On November 30, 2011, Arthur Brooks of the American Enterprise Institute and Jim Wallis of Sojourners debated the morality of free enterprise and the economic systems they believe are most effective in lifting nations out of poverty. Thomas Albert (Tal) Howard, the Stephen Phillips Chair in History and Director of the Center for Christian Studies and Jerusalem and Athens Forum at Gordon College, moderated the debate hosted by Gordon College.

Opening remarks by Jim Wallis:

Opening remarks by Arthur Brooks:

Watch the discussion and Q&A here.

Tal Howard opened the debate and described the goal of the discussion as “faith-seeking understanding,” a concept most closely associated with theologian St. Anselm of Canterbury. He said:

“Our faith should not be a matter of self-satisfied piety, an isolation from the life, culture, and intellect; rather we should be engaged in great issues, ideas, and debates of our day. “

Jim Wallis emphasized the need to focus on policy that works rather than political ideology:

“Don’t go left, don’t go right, go deeper.”

Wallis touched on relevant topics like Occupy Wall Street, the Circle of Protection, growing income inequality and the concentration of power in Washington and on Wall Street. He posed the question, “What happens when the invisible hand lets go of the common good?” According to Wallis, we are called to be Matthew 25 Christians because a nation will be judged by how it treats the weakest and most vulnerable.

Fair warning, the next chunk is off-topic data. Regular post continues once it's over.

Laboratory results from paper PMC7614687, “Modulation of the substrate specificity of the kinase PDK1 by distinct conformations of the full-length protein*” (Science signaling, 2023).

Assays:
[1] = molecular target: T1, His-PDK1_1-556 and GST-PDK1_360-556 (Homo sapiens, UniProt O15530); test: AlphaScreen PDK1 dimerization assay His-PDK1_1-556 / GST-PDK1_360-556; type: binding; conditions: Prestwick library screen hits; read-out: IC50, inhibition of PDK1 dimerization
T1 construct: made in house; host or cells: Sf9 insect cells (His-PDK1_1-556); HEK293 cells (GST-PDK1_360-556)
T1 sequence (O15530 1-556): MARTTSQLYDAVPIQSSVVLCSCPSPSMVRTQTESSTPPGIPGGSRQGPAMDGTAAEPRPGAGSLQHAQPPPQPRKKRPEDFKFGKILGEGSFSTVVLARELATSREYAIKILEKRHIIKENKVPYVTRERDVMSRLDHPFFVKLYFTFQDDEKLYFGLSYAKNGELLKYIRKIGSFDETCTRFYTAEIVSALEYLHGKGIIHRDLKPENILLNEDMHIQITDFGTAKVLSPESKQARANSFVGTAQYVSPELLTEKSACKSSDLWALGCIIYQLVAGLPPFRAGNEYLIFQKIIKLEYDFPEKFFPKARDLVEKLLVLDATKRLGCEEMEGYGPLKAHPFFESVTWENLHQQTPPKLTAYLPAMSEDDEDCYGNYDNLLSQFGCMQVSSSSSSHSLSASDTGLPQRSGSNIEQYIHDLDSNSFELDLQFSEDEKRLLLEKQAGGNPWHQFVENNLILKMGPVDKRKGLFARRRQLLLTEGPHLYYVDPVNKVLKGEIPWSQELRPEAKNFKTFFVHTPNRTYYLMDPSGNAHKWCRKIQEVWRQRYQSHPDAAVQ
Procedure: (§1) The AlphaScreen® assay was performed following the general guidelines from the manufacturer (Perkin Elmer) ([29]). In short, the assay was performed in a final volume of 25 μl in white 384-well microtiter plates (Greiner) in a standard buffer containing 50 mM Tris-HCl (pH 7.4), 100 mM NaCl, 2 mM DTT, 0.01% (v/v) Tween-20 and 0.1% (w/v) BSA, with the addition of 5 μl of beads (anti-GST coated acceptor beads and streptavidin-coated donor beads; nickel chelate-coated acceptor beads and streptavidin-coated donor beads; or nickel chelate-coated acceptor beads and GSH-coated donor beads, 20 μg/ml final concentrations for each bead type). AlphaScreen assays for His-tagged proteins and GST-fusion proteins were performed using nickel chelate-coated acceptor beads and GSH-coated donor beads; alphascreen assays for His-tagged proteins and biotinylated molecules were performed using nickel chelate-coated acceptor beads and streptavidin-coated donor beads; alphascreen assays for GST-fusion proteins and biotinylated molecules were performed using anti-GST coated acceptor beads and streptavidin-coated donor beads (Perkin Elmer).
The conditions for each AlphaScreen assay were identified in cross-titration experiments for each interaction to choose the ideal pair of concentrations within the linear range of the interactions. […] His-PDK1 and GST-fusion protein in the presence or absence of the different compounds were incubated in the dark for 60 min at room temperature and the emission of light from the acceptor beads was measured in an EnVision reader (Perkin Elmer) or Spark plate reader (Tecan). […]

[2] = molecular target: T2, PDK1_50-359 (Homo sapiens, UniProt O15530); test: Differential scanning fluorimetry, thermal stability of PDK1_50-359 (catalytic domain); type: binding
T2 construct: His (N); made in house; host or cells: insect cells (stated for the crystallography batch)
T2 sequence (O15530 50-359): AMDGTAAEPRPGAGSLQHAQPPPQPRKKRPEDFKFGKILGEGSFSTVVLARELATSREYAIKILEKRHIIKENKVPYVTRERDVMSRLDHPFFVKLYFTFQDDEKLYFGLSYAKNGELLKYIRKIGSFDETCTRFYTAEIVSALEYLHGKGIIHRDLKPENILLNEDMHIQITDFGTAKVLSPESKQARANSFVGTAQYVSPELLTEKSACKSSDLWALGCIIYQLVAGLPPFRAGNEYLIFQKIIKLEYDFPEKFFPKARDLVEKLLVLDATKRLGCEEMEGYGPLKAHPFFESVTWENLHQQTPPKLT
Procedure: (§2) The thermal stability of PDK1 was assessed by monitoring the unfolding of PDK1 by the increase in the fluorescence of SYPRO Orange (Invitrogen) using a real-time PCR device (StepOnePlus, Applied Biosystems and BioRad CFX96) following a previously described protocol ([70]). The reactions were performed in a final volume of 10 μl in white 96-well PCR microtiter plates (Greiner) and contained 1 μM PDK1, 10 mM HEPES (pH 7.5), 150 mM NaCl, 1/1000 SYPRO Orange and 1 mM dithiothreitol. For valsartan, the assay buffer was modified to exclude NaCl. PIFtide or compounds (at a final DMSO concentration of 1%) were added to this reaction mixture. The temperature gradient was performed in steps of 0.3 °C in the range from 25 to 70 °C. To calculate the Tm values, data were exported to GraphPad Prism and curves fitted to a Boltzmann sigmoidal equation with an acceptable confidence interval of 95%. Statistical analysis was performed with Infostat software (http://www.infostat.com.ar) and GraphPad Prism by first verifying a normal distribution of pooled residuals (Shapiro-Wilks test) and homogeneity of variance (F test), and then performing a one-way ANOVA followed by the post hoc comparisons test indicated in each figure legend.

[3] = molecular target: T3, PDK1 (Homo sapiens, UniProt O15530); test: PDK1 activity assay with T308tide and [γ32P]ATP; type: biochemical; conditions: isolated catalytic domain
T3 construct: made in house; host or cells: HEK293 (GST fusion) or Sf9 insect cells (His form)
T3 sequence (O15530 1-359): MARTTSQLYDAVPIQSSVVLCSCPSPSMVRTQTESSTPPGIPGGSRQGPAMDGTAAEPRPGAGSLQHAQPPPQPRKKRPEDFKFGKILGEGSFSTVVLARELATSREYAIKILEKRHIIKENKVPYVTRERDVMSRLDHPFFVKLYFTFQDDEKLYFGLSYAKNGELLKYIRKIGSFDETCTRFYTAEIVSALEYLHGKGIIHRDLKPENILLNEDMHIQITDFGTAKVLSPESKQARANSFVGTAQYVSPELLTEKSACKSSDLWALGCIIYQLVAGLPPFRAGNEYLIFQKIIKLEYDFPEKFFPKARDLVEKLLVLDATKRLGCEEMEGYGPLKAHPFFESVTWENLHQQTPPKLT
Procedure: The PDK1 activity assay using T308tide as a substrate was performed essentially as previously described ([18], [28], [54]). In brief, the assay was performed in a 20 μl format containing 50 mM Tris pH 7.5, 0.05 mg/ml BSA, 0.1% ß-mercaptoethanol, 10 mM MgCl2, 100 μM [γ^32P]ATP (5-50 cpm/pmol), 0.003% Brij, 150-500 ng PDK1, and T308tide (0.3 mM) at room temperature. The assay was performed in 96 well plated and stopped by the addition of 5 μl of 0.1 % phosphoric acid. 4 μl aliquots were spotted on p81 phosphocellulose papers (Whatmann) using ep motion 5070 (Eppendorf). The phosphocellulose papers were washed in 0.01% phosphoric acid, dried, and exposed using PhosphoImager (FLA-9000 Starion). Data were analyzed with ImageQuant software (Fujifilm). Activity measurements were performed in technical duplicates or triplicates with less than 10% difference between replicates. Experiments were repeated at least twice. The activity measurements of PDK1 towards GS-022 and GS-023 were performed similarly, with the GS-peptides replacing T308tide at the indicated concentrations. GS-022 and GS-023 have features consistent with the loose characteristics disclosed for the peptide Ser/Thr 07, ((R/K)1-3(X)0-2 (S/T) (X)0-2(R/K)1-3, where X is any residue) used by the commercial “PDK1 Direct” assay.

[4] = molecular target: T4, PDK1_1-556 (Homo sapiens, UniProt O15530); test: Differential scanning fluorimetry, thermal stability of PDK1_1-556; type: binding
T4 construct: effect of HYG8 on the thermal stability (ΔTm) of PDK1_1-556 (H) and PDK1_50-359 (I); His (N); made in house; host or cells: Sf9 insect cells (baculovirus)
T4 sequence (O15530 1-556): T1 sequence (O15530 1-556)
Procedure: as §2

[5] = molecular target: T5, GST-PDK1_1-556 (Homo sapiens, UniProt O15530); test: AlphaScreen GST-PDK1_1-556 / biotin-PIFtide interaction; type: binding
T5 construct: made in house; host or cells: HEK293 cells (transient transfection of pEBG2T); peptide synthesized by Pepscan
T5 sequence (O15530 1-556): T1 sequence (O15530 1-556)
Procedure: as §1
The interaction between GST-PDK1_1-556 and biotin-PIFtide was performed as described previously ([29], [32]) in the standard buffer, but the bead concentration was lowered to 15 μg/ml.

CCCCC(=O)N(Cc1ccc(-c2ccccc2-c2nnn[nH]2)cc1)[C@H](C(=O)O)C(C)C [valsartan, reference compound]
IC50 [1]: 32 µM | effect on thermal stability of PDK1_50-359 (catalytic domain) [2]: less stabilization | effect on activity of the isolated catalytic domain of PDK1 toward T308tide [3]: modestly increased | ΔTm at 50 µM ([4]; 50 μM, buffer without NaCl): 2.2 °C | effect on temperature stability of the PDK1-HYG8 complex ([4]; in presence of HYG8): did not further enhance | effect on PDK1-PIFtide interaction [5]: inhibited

In his opening remarks, Arthur Brooks stressed we should not only be concerned with lifting people out of physical poverty, because money does not buy happiness. Rather, earned success, the belief that you are creating value with your life and the value in the lives of other people in your vocation, is fulfilling. He complemented Wallis’s Matthew 25 reference by explaining how the parable of the talents can guide Christians to deal with the issue of wealth. He said:

“The only way you’re going to save millions of lives, the only way you’re going to lift up whole countries is with a system, and the only system that has ever done that is the free enterprise system.”

As the third debate in the series, the Brooks-Wallis debate at Gordon College was by far the fieriest while still maintaining a civil discourse. Howard asked questions that encouraged Wallis and Brooks to elaborate on topics they disagree on most, which boils down to two major subjects: financial regulation and income inequality. They argued about hedge fund managers; who is to blame for the financial downturn; and the best way to hold Wall Street accountable for risky lending.

Though their differences are stark, both Arthur Brooks and Jim Wallis agree America must cling to morality, or capitalism will devour everything in its path.